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In many of our projects I have seen a few custom collection / or container classes that hold a some sort of generic collection, e.g. a List(of T) class.

They usually have a GetXXX method that returns a IEnumerable of whatever type the custom collection class uses so the internal collection can be iterated around using a foreach loop.

e.g.

public IEnumerable<UploadState> GetStates
{
    get
    {
        return new List<UploadState>(m_states);
    }
}

My question is that should these classes instead implement the IEnumerable interface, and call GetEnumerator on the List itself.

Is there a preferred way, or is it up to the developer?

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1  
What is type of the m_states? Just wondering why it is wrapped by new List<> and returned as IEnumerable<> –  sll Mar 23 '12 at 11:02
    

6 Answers 6

up vote 2 down vote accepted

If your class is a custom collection class then yes, it should implement IEnumerable<T>. In this case a public property for the inner list would be redundant. Imagine a simple class:

public class People : IEnumerable<Person>
{
    List<Person> persons = new List<Person>();

    public IEnumerator<Person> GetEnumerator()
    {
        return persons.GetEnumerator();
    }
}

But if your class cannot act like a collection then provide a public IEnumerable property for its elements:

public class Flight
{
    List<Person> passengers = new List<Person>();

    public IEnumerable<Person> Passengers
    {
        get { return passengers; }
    }
}

Anyway, it's always up to the developer to choose the right design.

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Thanks Balazs Tihanyi, can I ask a silly question about your example, why do you implemented from IEnumerable<Person> and not IEnumberble? I am not sure. –  bobbo Mar 23 '12 at 13:06
    
Why would you want to? IEnumerable<Person> is generic and type-safe. IEnumerable is for .NET 1.1 or anonymous types. If you only implement the IEnumerable interface, you'd have to cast your list items to their type. –  Balazs Tihanyi Mar 23 '12 at 13:29

I would do it that way:

public IEnumerable<UploadState> GetStates
{
    get
    {
        foreach (var state in m_states) {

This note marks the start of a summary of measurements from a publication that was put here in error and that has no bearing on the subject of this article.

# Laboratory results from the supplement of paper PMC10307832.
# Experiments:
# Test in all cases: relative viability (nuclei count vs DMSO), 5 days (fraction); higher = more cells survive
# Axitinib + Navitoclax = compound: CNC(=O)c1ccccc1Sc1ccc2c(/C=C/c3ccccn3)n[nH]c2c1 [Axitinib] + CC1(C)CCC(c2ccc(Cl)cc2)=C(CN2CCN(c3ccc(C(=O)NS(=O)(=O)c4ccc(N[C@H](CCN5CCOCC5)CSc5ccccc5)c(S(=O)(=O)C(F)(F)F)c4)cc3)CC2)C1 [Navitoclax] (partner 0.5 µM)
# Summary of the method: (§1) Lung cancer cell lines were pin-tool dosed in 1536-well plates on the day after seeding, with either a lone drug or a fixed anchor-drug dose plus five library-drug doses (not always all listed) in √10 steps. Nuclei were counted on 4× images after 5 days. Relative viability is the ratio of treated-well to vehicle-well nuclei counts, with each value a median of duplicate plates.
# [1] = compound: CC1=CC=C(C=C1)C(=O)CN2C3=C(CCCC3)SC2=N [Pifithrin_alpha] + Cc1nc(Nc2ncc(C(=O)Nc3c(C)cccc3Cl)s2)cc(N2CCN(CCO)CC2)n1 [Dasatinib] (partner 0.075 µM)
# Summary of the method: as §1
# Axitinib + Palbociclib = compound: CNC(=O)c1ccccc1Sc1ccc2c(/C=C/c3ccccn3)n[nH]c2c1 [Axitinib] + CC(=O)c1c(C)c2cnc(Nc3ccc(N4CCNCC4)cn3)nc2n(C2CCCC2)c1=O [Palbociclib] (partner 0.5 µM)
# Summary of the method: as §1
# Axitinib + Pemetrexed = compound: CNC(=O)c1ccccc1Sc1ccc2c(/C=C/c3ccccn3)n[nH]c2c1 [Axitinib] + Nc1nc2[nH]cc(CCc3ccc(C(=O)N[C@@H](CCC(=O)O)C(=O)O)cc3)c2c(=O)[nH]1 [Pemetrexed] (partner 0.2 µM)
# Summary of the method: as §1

yield return state; 
        }
    }
}

It is cleaner, your users don't get a list where they shouldn't (they could cast it to a List<T>after all) and you don't need to create a List<T>object.

EDIT: Misunderstood the question. I think if the class is meant to be a collection, it should implement IEnumerable<T>.

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I believe this is was not asked here so it can be a comment not an answer, but anyway makes sense from refactoring standpoint –  sll Mar 23 '12 at 11:06

Consider that in your code example a new list created. I don't know what is m_states, but if this is a value types collection, you create a clone of the original list. In this way the returning list can be manipulated form the caller Add/Remove/Update elements. without affectiing original data.

If m_states are reference types, this still creates a new list which can be again manipulated by the caller Add/Remove/ No update elements (it's a reference!) without affecting original data.

What about IEnumerable<T>, its just a way to make a returning type generic, and not make strong coupling to List<T> type.

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m_states is a reference type. Its declared as private List<UploadState> m_states = new List<UploadState>(); I thought that method return could not be manipulated because of returning an IEnumerable<UploadState>, not a List<UploadState>? –  bobbo Mar 23 '12 at 11:13
    
@bobbo: sure it can, if you pick up an element from returning collection and change it's property, you change the property of original element,as this is a reference type. –  Tigran Mar 23 '12 at 11:16
    
OK, that makes sense. However, your sentence "If m_states are reference types, this still creates a new list which can be again manipulated by the caller Add/Remove/ No update elements (it's a reference!) without affecting original data." is confusing. Do you mean that the new list returned can been added to, and elements can be removed but no updates? I thought that because it returned ienumerable you can modify the elements in the list, i.e. change a property like you said but you can't add and remove items in the list. Is that correct? –  bobbo Mar 23 '12 at 11:32
    
I mean: if you want to execute some statistics on that list, remove elements from it add anew aggergated values (say), it will not affect in any way m_states list. –  Tigran Mar 23 '12 at 11:36
    
Thanks, that makes sense –  bobbo Mar 23 '12 at 11:40

I think if your newly implemented class just behaves the sameway as a list does, there is no need to implement it. If you need some kind of custom logic, it depends on what you want to do; you can inherit list or you can implement IEnumerable. It just depends what is to be achieved.

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You might want to check this: http://www.codeproject.com/Articles/4074/Using-IEnumerator-and-IEnumerable-in-the-NET-Frame

I didn't read fully it yet, but I think this answers your question.

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You should be deriving your custom collection classes based on one of the classes in System.Collections.ObjectModel namespace. They already contain implementations of IEnumerable<T> and the non generic IEnumerable interfaces.

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